As I got to the counter, I saw that she hand her hand on the telephone and had actually picked it up (probably on the verge of calling 911), as she waited for me to say something. Who could blame her, having seen three vehicles drive to the rear of her store and then not come back out, and now there was a man with a beard standing in front of her at 9:00pm at night.
I proceeded to explain to the nervous clerk that I was part of a small group of travelers from out-of-state, and that we had stopped early on Thanksgiving morning, purchased gas for our van, and had learned then about the tragic mobile home fire that her fellow employee had suffered, where she lost everything.
As I talked more, trying to put her at ease that I was not there to hold her up, but was there to help, she finally put down the phone and her expression sort of relaxed a little.
I explained that our group was at the back of the store, waiting for her to open the door so that we could leave some things for the woman employee and her two children.
Finally, she accepted my explanation of what our mission was, and we walked to the back of the store, through the storeroom, where she unlocked and opened the back door.
As she opened the back door, her mouth dropped open, as there were two large Ryder trucks backed up there, with the back doors open, and eight people sitting on the backs of the two trucks, talking, waiting for the door to be opened.
The clerk said to me: “Oh, my God, you weren’t kidding!”
One of the people waiting there was my oldest son, Lucas, who was a junior in high school then, but who now is married, has two sons and lives in North Carolina. Another there was his best friend from his high school, Kristina, one year older than Luke, who had made the trip so she and Lucas could put on a special art fair for a number of kids in one little neighborhood we stopped at two days earlier.
I then asked the clerk if it was all right to stack the items we had in the store room, until the employee could get them. She said that would be fine.
As we started to unload the items from the trucks, the clerk just kept shaking her head in disbelief, “Oh, my God, I can’t believe this is happening!”
As she continued to watch us unload, she saw the following, mostly used, but very nice things, go from the trucks into the storeroom for the fire family: 3 beds and mattresses, a kitchen table and 4 chairs, refrigerator, electric stove, small TV, small microwave, small portable heater, 2 couches, 3 boxes of clothes for each of the children and the mother (we got the sizes from the coffee can earlier), a box of dishes and silverware, a box of kitchen glasses and cups, 2 boxes of towels, 2 boxes of hand-made quilts and blankets, a box of sheets and pillowcases, 3 pillows, a washer & a dryer, a box of wrapped Christmas presents for each of the children, and a couple of presents for the mother.
During the previous two days of unloading our trucks in Mississippi at our coordinators, I had made a mental list of items to save and keep on the truck, for this last, very special stop on our Thanksgiving trip.
As we finished unloading the trucks, the storeroom of the mini-mart was virtually full of things for the family who lost everything just 4 days before, in the fire.
As our volunteers pulled down the back doors of the trucks and loaded into the three vehicles to continue on our journey, I turned to the disbelieving clerk, and asked her to tell her fellow employee that we hope that these things will help her and her children to recover from their tragedy.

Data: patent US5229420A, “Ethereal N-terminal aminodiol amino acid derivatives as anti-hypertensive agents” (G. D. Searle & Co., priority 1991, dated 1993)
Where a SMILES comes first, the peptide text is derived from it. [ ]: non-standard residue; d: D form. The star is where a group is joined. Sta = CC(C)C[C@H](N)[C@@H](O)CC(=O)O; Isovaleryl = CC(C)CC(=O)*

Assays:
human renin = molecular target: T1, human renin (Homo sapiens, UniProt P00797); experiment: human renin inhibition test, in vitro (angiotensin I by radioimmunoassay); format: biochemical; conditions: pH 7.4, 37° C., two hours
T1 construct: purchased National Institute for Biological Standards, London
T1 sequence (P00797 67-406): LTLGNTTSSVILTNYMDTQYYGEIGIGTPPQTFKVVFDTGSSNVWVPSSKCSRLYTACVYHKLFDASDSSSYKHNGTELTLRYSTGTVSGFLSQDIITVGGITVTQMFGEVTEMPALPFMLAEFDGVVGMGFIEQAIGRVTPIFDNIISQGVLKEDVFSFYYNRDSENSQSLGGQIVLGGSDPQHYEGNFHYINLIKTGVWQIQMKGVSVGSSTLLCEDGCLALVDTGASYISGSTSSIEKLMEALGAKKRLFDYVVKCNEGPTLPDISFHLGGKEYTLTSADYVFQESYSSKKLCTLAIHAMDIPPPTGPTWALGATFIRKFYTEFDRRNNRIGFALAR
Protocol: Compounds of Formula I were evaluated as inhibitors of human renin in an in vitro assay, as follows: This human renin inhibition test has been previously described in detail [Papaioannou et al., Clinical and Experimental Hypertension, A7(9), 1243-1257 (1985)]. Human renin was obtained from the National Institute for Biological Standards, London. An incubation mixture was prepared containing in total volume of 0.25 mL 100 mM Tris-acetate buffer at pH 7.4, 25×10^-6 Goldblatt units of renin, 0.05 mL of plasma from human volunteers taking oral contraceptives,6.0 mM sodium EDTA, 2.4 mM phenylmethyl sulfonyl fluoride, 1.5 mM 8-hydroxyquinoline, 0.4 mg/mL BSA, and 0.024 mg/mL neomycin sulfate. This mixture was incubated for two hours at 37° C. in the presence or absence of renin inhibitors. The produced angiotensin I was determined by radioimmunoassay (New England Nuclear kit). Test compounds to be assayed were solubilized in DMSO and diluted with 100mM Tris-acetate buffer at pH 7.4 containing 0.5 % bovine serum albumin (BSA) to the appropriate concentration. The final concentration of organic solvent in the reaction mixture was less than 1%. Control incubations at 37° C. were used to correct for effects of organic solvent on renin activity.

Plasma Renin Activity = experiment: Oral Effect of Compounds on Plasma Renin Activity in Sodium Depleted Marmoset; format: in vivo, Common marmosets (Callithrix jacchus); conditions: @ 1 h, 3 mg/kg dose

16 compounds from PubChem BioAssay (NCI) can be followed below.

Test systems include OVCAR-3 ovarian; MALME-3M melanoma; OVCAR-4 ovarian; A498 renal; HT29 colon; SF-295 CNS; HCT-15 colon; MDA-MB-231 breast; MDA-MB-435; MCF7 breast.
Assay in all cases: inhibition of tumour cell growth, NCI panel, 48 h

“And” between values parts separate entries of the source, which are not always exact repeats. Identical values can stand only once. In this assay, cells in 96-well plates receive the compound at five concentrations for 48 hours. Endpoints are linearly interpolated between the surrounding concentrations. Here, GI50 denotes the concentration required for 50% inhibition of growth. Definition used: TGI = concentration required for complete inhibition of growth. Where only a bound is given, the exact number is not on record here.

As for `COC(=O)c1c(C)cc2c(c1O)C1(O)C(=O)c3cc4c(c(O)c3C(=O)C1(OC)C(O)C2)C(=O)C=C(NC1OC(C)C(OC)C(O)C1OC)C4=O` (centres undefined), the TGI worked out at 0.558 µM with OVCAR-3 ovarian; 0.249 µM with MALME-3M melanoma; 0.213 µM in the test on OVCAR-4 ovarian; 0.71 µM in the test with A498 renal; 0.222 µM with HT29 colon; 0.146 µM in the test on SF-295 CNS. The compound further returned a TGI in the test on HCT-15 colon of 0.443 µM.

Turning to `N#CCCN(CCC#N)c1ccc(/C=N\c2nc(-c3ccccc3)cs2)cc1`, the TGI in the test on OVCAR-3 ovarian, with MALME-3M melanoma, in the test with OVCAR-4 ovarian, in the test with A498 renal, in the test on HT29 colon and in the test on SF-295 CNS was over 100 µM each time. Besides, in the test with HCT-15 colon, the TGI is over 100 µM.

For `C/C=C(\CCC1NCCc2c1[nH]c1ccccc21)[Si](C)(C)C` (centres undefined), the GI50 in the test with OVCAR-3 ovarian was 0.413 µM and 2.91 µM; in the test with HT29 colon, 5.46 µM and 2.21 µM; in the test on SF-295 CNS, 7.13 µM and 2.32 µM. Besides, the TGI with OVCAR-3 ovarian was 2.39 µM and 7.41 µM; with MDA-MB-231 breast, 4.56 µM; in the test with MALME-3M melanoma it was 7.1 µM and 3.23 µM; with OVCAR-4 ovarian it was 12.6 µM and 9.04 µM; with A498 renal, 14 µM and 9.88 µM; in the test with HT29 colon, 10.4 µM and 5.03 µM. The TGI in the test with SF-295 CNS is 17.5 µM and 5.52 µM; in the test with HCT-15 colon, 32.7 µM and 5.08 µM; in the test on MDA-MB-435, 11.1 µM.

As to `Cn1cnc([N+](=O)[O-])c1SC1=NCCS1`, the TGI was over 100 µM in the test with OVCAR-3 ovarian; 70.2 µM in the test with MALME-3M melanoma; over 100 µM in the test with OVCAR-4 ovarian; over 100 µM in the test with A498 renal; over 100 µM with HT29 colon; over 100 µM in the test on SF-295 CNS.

And then I turned, got into my truck, and we continued on up the highway.
I had not even told her or the other clerk who we were, where we were from, my name or what our true purpose was in traveling through during that weekend.
We in this small convoy all left with a special feeling in our hearts that night, warm and loving, that I think all of us has yet to this day.
We had left the north to help families in Mississippi over the Thanksgiving weekend, as many of us had for years. And during that trip, because the lead truck driver, for some reason, hadn’t stopped at the first, or at the second available gas station to fuel the van, but had driven on instead to yet a third station, we ended up being in position to reach out to a special family in timely need, in southern Missouri.
About a year and a half later, during a spring trip my wife and I were making to Mississippi to visit some of our friends there, I swung by the little Mini-Mart, had a cup of coffee, and as I was paying for it, asked the clerk if she knew what ever happened to the mini-mart employee who experienced the mobile home fire, just before Thanksgiving almost a year and a half earlier.
The clerk replied that, the women who had the fire, didn’t work at the mini-mart any more, but she and her two children were doing well. She said that the woman’s spirit was just crushed when the fire happened and she lost everything.
But then, the clerk said, an amazing thing happened a few days after the fire. She said that a group of strangers traveling through then during the night, had stopped there and left a large stack of things, clothes, bedding, appliances, beds and other household things, for the women and her two children, who were living with her parents after the fire. Nobody knew who they were or where they were from.
She said that the woman cried and cried after finding out about the strangers generosity to her a few nights after the fire. The clerk added that all the store employees were amazed at what happened.
The clerk said that after the strangers had stopped, area people found out about happened after the strangers left all those things in the middle of the night, and the town then rallied around the family with money donations, and raised enough money to buy them another mobile home.
She said that in the newspaper article the little local paper did about the whole thing and the traveling strangers slipping in and out in the middle of the night to help out, the paper had called the unknown strangers,
“The Angels of the Night.”